Photo courtesy of Methow Trails
The grant request for trail repairs was supported by a local collaborative effort.

Federal funds to support local volunteers in tackling a big backlog

By Ann McCreary

With more than 1,000 miles of trails, but funding to maintain only about 300 miles each year, the Methow Valley Ranger District has been chosen as a priority to receive additional resources to address a backlog of trail maintenance.

As one of 15 “priority areas,” around the nation, the Methow Valley Ranger District will be given additional funding and greater flexibility in using volunteers to help maintain trails that provide access to spectacular landscapes on 1.3 million acres managed by the district.

The U.S. Department of Agriculture, which oversees the U.S. Forest Service, recently announced the selection of 15 priority areas where trail maintenance on national forests and grasslands will be bolstered by money and volunteers.

“This is giving us the permission to explore new ways of getting the trail maintenance and trail work done on the ground and to be more efficient,” said Mike Liu, Methow Valley district ranger.

The Methow ranger district has already broken ground on new strategies to preserve and develop trails, through a partnership with Methow Valley Trails Collaborative (MVTC). Formed two years ago, MVTC brings together a wide range of trail users with a common goal of improving and maintaining trails around the Methow Valley.

Several organizations — such as the Methow Valley Backcountry Horsemen, the Washington Trails Association and the Evergreen Mountain Bike Alliance — provide hundreds of volunteer hours each year to help with trail maintenance in the Methow Valley Ranger District. The collaborative brings together those organizations and about 30 other trail user groups representing snowmobiling, backcountry skiing, horsemen, mountaineers, commercial guides and outfitters, trail running, dirt biking and ATV groups.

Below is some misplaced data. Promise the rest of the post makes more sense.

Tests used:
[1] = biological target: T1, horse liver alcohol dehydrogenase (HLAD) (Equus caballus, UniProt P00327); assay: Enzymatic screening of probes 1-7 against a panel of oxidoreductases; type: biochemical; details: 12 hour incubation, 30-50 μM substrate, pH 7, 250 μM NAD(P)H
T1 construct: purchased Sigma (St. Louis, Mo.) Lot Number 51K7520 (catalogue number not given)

As a designated priority area, the Methow Valley Ranger District will have greater leeway to partner with volunteers from those trail user groups.

Liu said the district has already received about $16,000 “specifically to help build local capacity to be able to work on trails, as a result of the priority areas designation process.”

He said the funds will be used to support the trails collaborative and its work. That will include support for skills training such as chainsaw certification and trail construction techniques. The funds will also help the collaborative build a cache of tools for trail construction that will be available to members of the collaborative, Liu said.

Key partnership

The partnership with the trails collaborative was key to the district receiving priority area designation, Liu said. The priority designation is part of the National Forest System Trails Stewardship Act, passed by Congress in 2016. The law requires the Forest Service to “significantly increase the role of volunteers and partners in trail maintenance.”

“The priority area designation is largely because of the Trails Collaborative’s work and their commitment to being partners with us in trail maintenance,” Liu said. “It a recognition by the Forest Service that trails are an important part of our management and recreation, and given our capacity we need to be developing these types of partnerships … to manage trails networks that meet public needs into the future.”